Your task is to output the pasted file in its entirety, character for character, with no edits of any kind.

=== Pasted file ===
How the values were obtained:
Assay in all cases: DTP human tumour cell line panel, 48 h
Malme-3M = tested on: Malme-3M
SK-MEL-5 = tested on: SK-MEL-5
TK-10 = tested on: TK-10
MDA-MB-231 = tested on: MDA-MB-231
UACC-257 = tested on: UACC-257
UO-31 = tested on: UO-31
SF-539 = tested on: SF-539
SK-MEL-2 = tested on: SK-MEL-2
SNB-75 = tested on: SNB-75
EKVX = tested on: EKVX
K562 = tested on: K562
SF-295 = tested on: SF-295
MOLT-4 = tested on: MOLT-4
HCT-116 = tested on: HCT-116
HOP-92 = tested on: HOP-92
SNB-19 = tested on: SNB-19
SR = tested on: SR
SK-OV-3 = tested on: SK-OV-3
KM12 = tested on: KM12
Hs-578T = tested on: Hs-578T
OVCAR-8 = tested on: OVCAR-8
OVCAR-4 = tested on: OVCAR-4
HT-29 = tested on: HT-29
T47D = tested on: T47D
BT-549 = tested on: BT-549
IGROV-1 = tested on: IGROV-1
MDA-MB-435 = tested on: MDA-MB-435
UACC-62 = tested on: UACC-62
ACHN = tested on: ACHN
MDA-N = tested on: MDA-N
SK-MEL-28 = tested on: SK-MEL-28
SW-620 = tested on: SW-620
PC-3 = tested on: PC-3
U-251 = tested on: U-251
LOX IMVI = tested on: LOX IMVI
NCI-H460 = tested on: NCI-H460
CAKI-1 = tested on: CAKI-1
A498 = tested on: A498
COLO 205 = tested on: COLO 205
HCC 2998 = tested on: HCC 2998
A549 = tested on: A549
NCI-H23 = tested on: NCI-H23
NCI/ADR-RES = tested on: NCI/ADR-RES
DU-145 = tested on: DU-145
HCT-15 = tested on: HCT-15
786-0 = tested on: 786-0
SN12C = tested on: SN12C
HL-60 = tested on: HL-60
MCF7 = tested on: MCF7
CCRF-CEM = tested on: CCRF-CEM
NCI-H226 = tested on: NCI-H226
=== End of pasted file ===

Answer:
How the values were obtained:
Assay in all cases: DTP human tumour cell line panel, 48 h
Malme-3M = tested on: Malme-3M
SK-MEL-5 = tested on: SK-MEL-5
TK-10 = tested on: TK-10
MDA-MB-231 = tested on: MDA-MB-231
UACC-257 = tested on: UACC-257
UO-31 = tested on: UO-31
SF-539 = tested on: SF-539
SK-MEL-2 = tested on: SK-MEL-2
SNB-75 = tested on: SNB-75
EKVX = tested on: EKVX
K562 = tested on: K562
SF-295 = tested on: SF-295
MOLT-4 = tested on: MOLT-4
HCT-116 = tested on: HCT-116
HOP-92 = tested on: HOP-92
SNB-19 = tested on: SNB-19
SR = tested on: SR
SK-OV-3 = tested on: SK-OV-3
KM12 = tested on: KM12
Hs-578T = tested on: Hs-578T
OVCAR-8 = tested on: OVCAR-8
OVCAR-4 = tested on: OVCAR-4
HT-29 = tested on: HT-29
T47D = tested on: T47D
BT-549 = tested on: BT-549
IGROV-1 = tested on: IGROV-1
MDA-MB-435 = tested on: MDA-MB-435
UACC-62 = tested on: UACC-62
ACHN = tested on: ACHN
MDA-N = tested on: MDA-N
SK-MEL-28 = tested on: SK-MEL-28
SW-620 = tested on: SW-620
PC-3 = tested on: PC-3
U-251 = tested on: U-251
LOX IMVI = tested on: LOX IMVI
NCI-H460 = tested on: NCI-H460
CAKI-1 = tested on: CAKI-1
A498 = tested on: A498
COLO 205 = tested on: COLO 205
HCC 2998 = tested on: HCC 2998
A549 = tested on: A549
NCI-H23 = tested on: NCI-H23
NCI/ADR-RES = tested on: NCI/ADR-RES
DU-145 = tested on: DU-145
HCT-15 = tested on: HCT-15
786-0 = tested on: 786-0
SN12C = tested on: SN12C
HL-60 = tested on: HL-60
MCF7 = tested on: MCF7
CCRF-CEM = tested on: CCRF-CEM
NCI-H226 = tested on: NCI-H226